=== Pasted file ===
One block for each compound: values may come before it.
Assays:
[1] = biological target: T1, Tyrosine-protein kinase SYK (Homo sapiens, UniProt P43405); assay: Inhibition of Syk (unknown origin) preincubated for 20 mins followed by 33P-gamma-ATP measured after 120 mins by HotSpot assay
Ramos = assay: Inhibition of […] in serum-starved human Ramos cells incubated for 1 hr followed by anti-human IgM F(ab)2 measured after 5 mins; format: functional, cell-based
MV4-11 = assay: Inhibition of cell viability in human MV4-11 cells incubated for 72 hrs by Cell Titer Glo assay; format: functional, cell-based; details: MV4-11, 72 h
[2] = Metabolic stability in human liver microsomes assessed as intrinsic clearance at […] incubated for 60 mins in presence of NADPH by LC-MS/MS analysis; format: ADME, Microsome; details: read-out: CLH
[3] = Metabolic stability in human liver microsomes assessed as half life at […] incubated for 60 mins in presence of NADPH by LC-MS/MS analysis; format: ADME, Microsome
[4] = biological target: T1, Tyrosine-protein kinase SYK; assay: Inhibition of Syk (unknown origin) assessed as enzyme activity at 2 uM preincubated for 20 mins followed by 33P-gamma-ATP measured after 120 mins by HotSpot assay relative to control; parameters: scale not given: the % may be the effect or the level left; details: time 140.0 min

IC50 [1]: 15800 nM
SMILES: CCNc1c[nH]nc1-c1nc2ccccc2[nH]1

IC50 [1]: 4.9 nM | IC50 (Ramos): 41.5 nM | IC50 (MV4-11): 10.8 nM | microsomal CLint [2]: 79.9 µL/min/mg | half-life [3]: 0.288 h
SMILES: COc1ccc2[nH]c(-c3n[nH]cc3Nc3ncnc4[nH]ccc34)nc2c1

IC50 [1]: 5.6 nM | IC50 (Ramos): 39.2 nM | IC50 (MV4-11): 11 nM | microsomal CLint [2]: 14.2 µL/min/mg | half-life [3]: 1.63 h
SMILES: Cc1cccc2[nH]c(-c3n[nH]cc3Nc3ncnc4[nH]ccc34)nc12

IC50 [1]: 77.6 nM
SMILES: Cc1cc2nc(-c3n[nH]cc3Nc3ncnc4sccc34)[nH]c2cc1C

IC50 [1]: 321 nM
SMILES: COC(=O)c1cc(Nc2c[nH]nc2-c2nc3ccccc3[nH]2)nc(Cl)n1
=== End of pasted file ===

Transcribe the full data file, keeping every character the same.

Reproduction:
One block for each compound: values may come before it.
Assays:
[1] = biological target: T1, Tyrosine-protein kinase SYK (Homo sapiens, UniProt P43405); assay: Inhibition of Syk (unknown origin) preincubated for 20 mins followed by 33P-gamma-ATP measured after 120 mins by HotSpot assay
Ramos = assay: Inhibition of […] in serum-starved human Ramos cells incubated for 1 hr followed by anti-human IgM F(ab)2 measured after 5 mins; format: functional, cell-based
MV4-11 = assay: Inhibition of cell viability in human MV4-11 cells incubated for 72 hrs by Cell Titer Glo assay; format: functional, cell-based; details: MV4-11, 72 h
[2] = Metabolic stability in human liver microsomes assessed as intrinsic clearance at […] incubated for 60 mins in presence of NADPH by LC-MS/MS analysis; format: ADME, Microsome; details: read-out: CLH
[3] = Metabolic stability in human liver microsomes assessed as half life at […] incubated for 60 mins in presence of NADPH by LC-MS/MS analysis; format: ADME, Microsome
[4] = biological target: T1, Tyrosine-protein kinase SYK; assay: Inhibition of Syk (unknown origin) assessed as enzyme activity at 2 uM preincubated for 20 mins followed by 33P-gamma-ATP measured after 120 mins by HotSpot assay relative to control; parameters: scale not given: the % may be the effect or the level left; details: time 140.0 min

IC50 [1]: 15800 nM
SMILES: CCNc1c[nH]nc1-c1nc2ccccc2[nH]1

IC50 [1]: 4.9 nM | IC50 (Ramos): 41.5 nM | IC50 (MV4-11): 10.8 nM | microsomal CLint [2]: 79.9 µL/min/mg | half-life [3]: 0.288 h
SMILES: COc1ccc2[nH]c(-c3n[nH]cc3Nc3ncnc4[nH]ccc34)nc2c1

IC50 [1]: 5.6 nM | IC50 (Ramos): 39.2 nM | IC50 (MV4-11): 11 nM | microsomal CLint [2]: 14.2 µL/min/mg | half-life [3]: 1.63 h
SMILES: Cc1cccc2[nH]c(-c3n[nH]cc3Nc3ncnc4[nH]ccc34)nc12

IC50 [1]: 77.6 nM
SMILES: Cc1cc2nc(-c3n[nH]cc3Nc3ncnc4sccc34)[nH]c2cc1C

IC50 [1]: 321 nM
SMILES: COC(=O)c1cc(Nc2c[nH]nc2-c2nc3ccccc3[nH]2)nc(Cl)n1